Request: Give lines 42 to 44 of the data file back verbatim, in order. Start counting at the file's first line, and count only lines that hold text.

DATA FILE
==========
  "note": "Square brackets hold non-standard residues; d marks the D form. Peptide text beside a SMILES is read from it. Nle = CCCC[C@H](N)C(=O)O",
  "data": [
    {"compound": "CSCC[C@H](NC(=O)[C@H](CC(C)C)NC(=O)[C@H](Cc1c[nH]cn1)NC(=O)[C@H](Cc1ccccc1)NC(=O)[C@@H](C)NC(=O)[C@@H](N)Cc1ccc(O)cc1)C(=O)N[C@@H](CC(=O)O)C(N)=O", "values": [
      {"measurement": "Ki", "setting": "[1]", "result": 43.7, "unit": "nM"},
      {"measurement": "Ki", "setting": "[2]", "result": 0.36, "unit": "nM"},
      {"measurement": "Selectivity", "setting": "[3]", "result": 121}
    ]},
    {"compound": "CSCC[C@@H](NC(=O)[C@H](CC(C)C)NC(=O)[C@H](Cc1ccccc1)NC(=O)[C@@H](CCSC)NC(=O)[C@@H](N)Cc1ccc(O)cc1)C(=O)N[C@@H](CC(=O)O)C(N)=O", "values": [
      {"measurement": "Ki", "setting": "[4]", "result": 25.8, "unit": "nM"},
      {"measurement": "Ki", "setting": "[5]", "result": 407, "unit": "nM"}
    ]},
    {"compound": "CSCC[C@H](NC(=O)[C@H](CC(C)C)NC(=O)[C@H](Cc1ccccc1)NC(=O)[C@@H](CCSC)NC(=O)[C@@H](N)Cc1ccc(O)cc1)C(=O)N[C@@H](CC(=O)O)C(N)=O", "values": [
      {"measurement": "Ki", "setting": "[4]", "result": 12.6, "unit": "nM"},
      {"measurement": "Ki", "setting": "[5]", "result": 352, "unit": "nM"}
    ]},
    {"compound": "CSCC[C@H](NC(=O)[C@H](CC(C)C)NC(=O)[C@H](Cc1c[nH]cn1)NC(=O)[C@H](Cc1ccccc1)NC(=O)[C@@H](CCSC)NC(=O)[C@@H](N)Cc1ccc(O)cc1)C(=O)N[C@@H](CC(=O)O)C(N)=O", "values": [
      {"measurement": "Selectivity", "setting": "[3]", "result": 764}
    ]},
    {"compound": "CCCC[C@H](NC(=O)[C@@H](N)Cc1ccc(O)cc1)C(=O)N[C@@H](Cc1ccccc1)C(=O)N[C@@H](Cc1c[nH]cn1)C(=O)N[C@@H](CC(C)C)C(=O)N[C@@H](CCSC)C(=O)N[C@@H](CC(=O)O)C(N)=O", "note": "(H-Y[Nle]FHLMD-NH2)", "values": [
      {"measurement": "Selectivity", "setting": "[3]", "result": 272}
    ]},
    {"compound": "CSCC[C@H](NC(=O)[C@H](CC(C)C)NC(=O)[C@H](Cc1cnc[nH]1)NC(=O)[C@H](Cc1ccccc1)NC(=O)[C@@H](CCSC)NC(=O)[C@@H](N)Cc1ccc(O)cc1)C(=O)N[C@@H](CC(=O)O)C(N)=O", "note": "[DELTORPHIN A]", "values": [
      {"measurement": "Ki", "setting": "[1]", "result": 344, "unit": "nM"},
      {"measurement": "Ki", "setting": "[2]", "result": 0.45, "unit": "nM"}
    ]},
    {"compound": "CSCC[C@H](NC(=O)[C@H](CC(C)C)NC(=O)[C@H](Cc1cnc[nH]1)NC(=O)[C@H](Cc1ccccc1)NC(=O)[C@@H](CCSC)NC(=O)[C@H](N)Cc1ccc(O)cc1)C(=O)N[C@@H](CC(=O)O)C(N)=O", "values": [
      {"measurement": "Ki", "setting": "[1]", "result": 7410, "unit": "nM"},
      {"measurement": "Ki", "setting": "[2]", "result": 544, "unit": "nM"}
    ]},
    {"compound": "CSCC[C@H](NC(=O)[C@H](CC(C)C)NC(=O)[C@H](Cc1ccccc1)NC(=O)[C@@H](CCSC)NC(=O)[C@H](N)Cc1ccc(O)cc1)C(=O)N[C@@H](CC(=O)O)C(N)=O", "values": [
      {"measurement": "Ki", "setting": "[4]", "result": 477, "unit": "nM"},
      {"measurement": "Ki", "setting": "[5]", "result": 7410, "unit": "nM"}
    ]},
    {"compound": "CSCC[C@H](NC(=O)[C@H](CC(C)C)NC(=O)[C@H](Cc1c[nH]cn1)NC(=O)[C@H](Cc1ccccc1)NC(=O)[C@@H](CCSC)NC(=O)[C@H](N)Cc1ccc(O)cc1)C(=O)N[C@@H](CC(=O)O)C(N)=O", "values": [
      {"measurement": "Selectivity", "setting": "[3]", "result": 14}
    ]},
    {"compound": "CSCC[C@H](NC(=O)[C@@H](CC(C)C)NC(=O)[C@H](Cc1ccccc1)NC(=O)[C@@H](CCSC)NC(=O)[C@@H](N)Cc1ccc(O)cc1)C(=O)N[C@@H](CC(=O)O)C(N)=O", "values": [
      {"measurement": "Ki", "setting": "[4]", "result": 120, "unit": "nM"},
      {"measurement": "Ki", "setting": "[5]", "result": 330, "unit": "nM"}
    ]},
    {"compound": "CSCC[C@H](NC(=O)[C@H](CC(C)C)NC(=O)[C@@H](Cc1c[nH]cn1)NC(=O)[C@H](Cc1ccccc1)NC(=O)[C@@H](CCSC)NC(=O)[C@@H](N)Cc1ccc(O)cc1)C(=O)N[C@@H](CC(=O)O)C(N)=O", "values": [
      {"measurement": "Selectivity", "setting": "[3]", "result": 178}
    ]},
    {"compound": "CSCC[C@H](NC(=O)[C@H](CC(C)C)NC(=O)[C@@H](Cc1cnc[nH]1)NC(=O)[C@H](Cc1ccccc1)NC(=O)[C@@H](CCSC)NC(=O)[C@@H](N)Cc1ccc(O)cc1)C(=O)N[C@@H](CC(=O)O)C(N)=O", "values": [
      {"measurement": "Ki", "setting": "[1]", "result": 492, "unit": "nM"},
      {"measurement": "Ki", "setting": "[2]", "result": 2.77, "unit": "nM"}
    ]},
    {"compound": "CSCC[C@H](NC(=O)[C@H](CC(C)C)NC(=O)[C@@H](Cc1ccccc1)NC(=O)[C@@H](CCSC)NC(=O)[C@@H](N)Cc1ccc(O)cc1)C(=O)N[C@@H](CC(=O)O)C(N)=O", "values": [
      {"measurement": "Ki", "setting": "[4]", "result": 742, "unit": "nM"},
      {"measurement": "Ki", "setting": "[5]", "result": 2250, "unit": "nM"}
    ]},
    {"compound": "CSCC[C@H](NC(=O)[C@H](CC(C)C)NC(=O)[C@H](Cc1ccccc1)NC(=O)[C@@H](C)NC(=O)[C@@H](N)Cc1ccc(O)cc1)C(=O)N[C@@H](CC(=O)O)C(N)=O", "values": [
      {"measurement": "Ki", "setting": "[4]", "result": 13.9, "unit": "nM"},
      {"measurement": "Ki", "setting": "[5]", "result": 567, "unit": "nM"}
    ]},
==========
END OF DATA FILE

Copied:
      {"measurement": "Selectivity", "setting": "[3]", "result": 178}
    ]},
    {"compound": "CSCC[C@H](NC(=O)[C@H](CC(C)C)NC(=O)[C@@H](Cc1cnc[nH]1)NC(=O)[C@H](Cc1ccccc1)NC(=O)[C@@H](CCSC)NC(=O)[C@@H](N)Cc1ccc(O)cc1)C(=O)N[C@@H](CC(=O)O)C(N)=O", "values": [